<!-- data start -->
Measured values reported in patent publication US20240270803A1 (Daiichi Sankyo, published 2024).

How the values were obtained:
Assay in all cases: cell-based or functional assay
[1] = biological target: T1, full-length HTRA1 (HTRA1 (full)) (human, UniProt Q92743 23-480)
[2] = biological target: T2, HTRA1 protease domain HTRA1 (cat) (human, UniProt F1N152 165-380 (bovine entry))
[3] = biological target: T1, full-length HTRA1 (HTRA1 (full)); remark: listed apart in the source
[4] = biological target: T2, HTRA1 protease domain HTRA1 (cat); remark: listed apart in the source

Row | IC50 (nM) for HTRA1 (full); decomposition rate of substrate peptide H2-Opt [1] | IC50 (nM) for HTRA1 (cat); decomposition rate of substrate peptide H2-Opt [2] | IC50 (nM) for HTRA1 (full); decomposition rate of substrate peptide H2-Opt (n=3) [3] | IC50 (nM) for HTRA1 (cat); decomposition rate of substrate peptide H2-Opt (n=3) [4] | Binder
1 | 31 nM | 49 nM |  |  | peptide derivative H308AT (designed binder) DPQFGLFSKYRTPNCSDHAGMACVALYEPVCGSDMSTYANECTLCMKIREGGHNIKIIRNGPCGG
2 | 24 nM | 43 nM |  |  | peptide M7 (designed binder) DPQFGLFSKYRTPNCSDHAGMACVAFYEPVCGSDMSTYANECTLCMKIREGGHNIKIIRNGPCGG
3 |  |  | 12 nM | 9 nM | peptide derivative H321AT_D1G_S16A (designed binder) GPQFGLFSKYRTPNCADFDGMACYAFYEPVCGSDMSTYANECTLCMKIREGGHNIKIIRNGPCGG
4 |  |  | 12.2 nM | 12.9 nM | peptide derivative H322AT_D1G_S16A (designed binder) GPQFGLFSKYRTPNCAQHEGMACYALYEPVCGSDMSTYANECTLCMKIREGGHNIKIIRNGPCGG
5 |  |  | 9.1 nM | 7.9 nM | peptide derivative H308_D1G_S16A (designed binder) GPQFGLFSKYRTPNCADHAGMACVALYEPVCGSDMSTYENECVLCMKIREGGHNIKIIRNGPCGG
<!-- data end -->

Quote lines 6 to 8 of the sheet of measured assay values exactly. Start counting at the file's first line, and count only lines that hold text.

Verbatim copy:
[3] = biological target: T1, full-length HTRA1 (HTRA1 (full)); remark: listed apart in the source
[4] = biological target: T2, HTRA1 protease domain HTRA1 (cat); remark: listed apart in the source

Row | IC50 (nM) for HTRA1 (full); decomposition rate of substrate peptide H2-Opt [1] | IC50 (nM) for HTRA1 (cat); decomposition rate of substrate peptide H2-Opt [2] | IC50 (nM) for HTRA1 (full); decomposition rate of substrate peptide H2-Opt (n=3) [3] | IC50 (nM) for HTRA1 (cat); decomposition rate of substrate peptide H2-Opt (n=3) [4] | Binder